Back a few weeks ago while at CES 2019 I met up with the crew at Strava to catch-up on a variety of topics. While Strava doesn’t do booths or even off-floor suites, they do get a lot of miles in walking and talking to a wide assortment of companies. With thousands of developers using their platform to upload all sorts of fitness stuff, they actually have a number of companies to talk to. Mostly just catch-up and business-development type stuff, rather than direct to consumer type stuff (and honestly, CES isn’t really a direct to consumer show anyways).
In any case, at some point I got to talking to Mateo, who is their device integration lead. Essentially if you want to integrate something to Strava, all roads lead through/to Mateo. He had mentioned that a few days prior he pulled a report for how many different devices he had used to upload to his personal account over the course of 2018. Turns out he had 38 known devices (more on the ‘known devices’ caveat in a moment). Like me, he tests a lot of devices. In fact, we often compare notes if/when we’re having issues – since usually we see the issues about the same time before they hit the general population.
In any event, I asked if we could get my upload numbers – purely out of curiosity. Just as a spoiler, there’s no massive life-changing moment in this post. It’s just fun stats I thought was interesting. And here we go, for 2018, my totals:
Now there’s a couple of big caveats here, specific to new devices and how it impacts me especially:
A) If a device isn’t recognized by Strava *at time of upload*, it’ll go into the uncategorized bin: This is especially notable for many of my Polar Vantage workouts, which were done prior to Strava listing that device type (usually it’s a few weeks or longer after announcement before they show up). Same goes for some of my Suunto and Fenix 5 workouts.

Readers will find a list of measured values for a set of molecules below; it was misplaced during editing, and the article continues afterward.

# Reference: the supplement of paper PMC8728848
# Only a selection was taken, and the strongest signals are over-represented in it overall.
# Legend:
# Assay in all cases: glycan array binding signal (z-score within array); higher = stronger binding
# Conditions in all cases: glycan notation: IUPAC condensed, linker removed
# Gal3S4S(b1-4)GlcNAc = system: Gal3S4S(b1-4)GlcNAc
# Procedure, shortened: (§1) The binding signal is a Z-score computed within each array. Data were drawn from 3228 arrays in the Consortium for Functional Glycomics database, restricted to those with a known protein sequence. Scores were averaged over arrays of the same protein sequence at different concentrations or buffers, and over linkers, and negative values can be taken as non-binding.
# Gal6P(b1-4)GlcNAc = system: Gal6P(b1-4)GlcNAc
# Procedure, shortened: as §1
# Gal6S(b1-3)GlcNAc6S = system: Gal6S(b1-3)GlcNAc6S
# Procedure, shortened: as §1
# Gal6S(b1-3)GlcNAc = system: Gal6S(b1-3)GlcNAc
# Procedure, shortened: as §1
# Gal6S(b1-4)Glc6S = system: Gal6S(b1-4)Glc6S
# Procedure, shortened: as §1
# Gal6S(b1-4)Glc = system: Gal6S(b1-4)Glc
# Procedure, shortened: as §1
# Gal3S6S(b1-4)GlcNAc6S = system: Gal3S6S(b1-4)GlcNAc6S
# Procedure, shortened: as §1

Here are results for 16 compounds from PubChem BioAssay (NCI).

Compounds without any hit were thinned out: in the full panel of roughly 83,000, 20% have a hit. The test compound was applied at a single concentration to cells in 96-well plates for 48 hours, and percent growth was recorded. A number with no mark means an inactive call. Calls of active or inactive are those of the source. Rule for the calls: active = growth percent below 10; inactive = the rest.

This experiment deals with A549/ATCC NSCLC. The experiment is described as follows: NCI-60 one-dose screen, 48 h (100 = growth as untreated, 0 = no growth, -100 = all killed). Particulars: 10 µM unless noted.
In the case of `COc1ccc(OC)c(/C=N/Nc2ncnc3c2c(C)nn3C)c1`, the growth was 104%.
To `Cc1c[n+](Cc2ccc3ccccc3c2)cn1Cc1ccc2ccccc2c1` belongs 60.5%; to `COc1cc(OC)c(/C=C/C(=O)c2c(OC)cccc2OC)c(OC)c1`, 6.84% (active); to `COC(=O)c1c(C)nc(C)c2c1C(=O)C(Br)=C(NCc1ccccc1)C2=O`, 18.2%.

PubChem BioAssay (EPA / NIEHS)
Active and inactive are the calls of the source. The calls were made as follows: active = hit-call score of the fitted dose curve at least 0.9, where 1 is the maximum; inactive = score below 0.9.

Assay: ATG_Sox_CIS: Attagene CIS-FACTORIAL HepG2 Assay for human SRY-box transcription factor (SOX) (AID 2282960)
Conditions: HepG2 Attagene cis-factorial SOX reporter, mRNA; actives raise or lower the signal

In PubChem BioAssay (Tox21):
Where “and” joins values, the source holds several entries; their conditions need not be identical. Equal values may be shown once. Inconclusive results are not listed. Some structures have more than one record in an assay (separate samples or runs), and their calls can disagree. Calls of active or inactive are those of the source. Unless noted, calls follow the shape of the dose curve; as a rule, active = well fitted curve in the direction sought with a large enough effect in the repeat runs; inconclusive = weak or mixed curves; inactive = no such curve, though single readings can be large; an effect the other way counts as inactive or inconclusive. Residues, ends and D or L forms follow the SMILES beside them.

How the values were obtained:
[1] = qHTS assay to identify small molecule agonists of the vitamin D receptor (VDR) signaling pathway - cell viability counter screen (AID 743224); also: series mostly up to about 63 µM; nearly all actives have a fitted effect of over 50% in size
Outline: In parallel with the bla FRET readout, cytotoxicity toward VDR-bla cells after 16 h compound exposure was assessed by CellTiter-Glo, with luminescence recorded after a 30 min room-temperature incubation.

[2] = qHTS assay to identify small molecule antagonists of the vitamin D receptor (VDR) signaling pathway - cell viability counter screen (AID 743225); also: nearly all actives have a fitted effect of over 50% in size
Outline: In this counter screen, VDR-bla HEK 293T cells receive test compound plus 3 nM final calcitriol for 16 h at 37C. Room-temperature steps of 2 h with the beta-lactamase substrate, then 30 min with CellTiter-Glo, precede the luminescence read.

B) I actually don’t upload all my stuff to Strava: For example, on every ride I do, I run three (or more) Garmin Edge units, connected to three or more power meters. That’s aside from any watches I’m using. Yet only one of those Garmin Edge devices is actually even connected to Garmin Connect. Instead, I just offload workouts via USB only (and do updates manually via WebUpdater). I do this because sometimes there’s just too many files coming in and I want to control the mess.
C) Sometimes I have test accounts that don’t upload to Strava: This is especially true of both Suunto and Polar, where I’ve got test accounts on platforms that I haven’t configured to upload to Strava. These wouldn’t show up here either.
Got all that? Good.
By the way – you may be wondering how a device is known or not known. Whether a device is declared falls first to the manufacturer, and then from there to Strava. For example, Apple offers no official way to upload as an Apple Watch via their workout app straight to Strava. You can use Strava’s app, or use a 3rd party app as I do. But that 3rd party app doesn’t show up as an official Apple Watch. In fact, you won’t see it at all below – despite me uploading probably 20-30 Apple Watch workouts to Strava. Nonetheless, for someone like Garmin, they write the name of the device into the .FIT file, and then Strava has a manual approval process for new devices. It’s a handy checks and balance system that also keeps device companies (like Garmin) from accidentally shooting themselves in the foot and ‘announcing’ a new watch before it’s actually announced. In the case of many companies (including Garmin) these devices will either be set to show older watch names (like a Fenix 5 before the Fenix 5 Plus came out). If they show as blank on Strava, that means that device isn’t in Strava’s official device name database yet: